No tiger on Earth has ever wanted to help a human score a date or a hookup, and the popular dating app Tinder has asked its users to ditch the tiger photos now.
Calling all Tinderers: Take down your tiger pics & we’ll donate $10k to #ProjectCAT for Int’l 🐯 Day #NoTigerSelfies https://t.co/isCB4bmMUW
— Tinder (@Tinder) July 28, 2017
“Posing next to a king of the jungle doesn’t make you one,” the matchmaking company said in a news release. “It’s time for the tiger selfies to go. More often than not, these photos take advantage of beautiful creatures that have been torn from their natural environment. Wild animals deserve to live in the wild.”
Tinder agreed with PETA that in honor of International Tiger Day, the company should rid its platform of tiger photos. It also said that it plans to donate $10,000 to tiger conservation.
Baby tigers DON'T want to play with you. pic.twitter.com/B5nRJDZZXk
— PETA (@peta) July 28, 2017
Tinder users are known for crafting funny, entertaining profiles, so the company reminded them that it’s easy to come up with great ideas to compensate for the removal of these photos from their profiles.
“[W]e promise that your profile will be just as fierce without the drugged animals,” Tinder said. And studies have shown that kindness is the best way to leave someone all hot and bothered. Kudos to Tinder for this compassionate decision!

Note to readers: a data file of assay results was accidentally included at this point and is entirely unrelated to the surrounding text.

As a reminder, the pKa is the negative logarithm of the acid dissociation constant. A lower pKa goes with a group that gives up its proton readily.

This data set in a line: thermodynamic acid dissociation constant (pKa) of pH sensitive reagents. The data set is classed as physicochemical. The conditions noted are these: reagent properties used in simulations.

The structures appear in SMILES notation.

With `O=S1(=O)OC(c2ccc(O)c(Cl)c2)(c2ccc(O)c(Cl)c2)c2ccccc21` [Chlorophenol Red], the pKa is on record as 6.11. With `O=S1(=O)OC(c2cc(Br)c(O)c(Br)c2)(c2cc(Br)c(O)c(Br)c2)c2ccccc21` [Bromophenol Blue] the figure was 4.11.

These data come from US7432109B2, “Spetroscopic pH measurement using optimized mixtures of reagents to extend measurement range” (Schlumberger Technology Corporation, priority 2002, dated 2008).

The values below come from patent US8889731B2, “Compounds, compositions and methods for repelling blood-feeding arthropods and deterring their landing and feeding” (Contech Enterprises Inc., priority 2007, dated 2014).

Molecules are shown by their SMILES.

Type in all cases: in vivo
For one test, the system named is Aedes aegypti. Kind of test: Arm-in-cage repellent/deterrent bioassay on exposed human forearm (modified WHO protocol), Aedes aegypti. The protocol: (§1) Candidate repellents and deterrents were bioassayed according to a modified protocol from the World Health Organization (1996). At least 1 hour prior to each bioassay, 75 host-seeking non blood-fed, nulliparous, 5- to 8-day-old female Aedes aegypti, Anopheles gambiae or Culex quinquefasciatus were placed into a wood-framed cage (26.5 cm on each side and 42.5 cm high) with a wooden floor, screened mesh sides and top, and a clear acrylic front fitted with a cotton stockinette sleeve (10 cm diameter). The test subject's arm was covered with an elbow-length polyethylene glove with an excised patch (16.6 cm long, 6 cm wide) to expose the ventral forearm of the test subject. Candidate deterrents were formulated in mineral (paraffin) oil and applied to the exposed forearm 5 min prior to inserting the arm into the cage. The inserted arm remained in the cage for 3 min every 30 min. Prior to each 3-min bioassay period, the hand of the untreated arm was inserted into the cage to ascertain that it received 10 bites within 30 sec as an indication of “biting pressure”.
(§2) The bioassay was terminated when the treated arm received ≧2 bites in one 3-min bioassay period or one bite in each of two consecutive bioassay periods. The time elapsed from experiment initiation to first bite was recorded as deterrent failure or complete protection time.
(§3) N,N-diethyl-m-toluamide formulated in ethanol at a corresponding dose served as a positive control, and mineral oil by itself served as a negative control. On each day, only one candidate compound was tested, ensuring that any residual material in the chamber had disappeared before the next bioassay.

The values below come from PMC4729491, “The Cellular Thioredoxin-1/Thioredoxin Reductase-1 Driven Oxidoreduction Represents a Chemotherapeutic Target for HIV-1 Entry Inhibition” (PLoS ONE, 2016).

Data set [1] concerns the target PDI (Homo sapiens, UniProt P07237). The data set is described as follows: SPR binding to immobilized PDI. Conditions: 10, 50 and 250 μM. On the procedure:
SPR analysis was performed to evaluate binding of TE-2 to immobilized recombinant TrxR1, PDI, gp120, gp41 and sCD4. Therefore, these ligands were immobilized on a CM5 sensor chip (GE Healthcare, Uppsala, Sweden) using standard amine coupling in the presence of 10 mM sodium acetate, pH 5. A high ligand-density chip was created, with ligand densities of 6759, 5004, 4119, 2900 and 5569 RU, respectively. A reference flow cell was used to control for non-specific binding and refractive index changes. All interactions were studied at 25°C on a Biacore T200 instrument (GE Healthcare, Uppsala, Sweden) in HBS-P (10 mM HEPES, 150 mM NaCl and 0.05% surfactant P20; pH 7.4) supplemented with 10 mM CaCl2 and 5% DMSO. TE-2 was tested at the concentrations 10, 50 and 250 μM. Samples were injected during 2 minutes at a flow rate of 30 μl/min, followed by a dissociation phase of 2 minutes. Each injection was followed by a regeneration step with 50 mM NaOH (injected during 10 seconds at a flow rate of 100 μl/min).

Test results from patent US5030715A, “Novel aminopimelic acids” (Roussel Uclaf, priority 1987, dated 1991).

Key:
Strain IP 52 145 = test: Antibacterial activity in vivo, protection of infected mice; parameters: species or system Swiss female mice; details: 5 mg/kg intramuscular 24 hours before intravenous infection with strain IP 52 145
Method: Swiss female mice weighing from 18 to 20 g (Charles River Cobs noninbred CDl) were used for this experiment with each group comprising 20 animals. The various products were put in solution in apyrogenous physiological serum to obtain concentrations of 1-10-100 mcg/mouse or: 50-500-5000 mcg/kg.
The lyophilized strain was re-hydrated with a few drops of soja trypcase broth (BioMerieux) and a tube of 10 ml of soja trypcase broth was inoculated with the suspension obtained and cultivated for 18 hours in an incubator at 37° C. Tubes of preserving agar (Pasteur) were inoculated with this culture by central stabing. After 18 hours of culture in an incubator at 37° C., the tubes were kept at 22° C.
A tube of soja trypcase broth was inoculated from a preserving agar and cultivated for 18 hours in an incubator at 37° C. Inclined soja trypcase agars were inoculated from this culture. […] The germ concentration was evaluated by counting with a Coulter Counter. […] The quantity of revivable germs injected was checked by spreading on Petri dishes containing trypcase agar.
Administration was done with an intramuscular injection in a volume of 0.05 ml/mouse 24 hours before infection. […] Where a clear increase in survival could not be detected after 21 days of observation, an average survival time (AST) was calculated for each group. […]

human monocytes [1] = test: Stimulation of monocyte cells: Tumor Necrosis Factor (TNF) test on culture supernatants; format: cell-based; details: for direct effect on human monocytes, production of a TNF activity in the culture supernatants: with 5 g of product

Behind every photo op or paid ‘encounter’ with an exotic animal is a life of deprivation.
No animal chooses to take photos with numerous strangers, day in and day out. In order to force captive animals to perform on cue, trainers often “break their spirits” by beating them into submission. Not surprisingly, these encounters can turn dangerous when wild animals have direct contact with the public.
Most cubs exploited for photo ops were removed from their mothers within hours or days of birth so that they could get “used to” being handled by people. In their natural habitat, tiger cubs are protected and nurtured by their mothers for two years.
Once these animals used as photo props are no longer babies and have become too large and dangerous to use for pictures, they’re typically shipped off to roadside zoos or warehoused and neglected. Because the window of profitability is so short, breeders constantly churn out babies so that they always have an “inventory” of cubs available.
Keep Your Photos Compassionate
Never patronize a place that sells animal encounters or photo ops, and leave wildlife in peace. If there’s any risk that your photo or encounter is going to hurt or stress an animal, it’s not worth it.
And here’s a free dating tip from PETA: We all know compassionate action is sexy, so go vegan today!